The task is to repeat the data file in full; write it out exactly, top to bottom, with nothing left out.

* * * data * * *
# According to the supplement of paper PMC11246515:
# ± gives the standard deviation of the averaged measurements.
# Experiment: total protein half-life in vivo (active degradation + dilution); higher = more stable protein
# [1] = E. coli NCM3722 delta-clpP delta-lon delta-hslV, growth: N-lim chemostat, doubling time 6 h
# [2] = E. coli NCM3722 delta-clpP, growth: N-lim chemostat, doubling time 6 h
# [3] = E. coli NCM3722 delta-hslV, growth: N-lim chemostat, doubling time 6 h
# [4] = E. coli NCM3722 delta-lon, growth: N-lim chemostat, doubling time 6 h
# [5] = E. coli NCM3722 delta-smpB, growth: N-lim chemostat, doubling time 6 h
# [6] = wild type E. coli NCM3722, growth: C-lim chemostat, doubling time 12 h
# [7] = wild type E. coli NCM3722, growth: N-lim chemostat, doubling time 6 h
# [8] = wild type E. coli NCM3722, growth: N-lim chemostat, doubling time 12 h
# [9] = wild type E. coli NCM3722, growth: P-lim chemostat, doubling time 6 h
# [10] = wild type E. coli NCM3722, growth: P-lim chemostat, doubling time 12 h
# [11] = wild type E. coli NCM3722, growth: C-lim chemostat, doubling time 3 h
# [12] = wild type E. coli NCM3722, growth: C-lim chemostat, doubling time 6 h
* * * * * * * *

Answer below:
# According to the supplement of paper PMC11246515:
# ± gives the standard deviation of the averaged measurements.
# Experiment: total protein half-life in vivo (active degradation + dilution); higher = more stable protein
# [1] = E. coli NCM3722 delta-clpP delta-lon delta-hslV, growth: N-lim chemostat, doubling time 6 h
# [2] = E. coli NCM3722 delta-clpP, growth: N-lim chemostat, doubling time 6 h
# [3] = E. coli NCM3722 delta-hslV, growth: N-lim chemostat, doubling time 6 h
# [4] = E. coli NCM3722 delta-lon, growth: N-lim chemostat, doubling time 6 h
# [5] = E. coli NCM3722 delta-smpB, growth: N-lim chemostat, doubling time 6 h
# [6] = wild type E. coli NCM3722, growth: C-lim chemostat, doubling time 12 h
# [7] = wild type E. coli NCM3722, growth: N-lim chemostat, doubling time 6 h
# [8] = wild type E. coli NCM3722, growth: N-lim chemostat, doubling time 12 h
# [9] = wild type E. coli NCM3722, growth: P-lim chemostat, doubling time 6 h
# [10] = wild type E. coli NCM3722, growth: P-lim chemostat, doubling time 12 h
# [11] = wild type E. coli NCM3722, growth: C-lim chemostat, doubling time 3 h
# [12] = wild type E. coli NCM3722, growth: C-lim chemostat, doubling time 6 h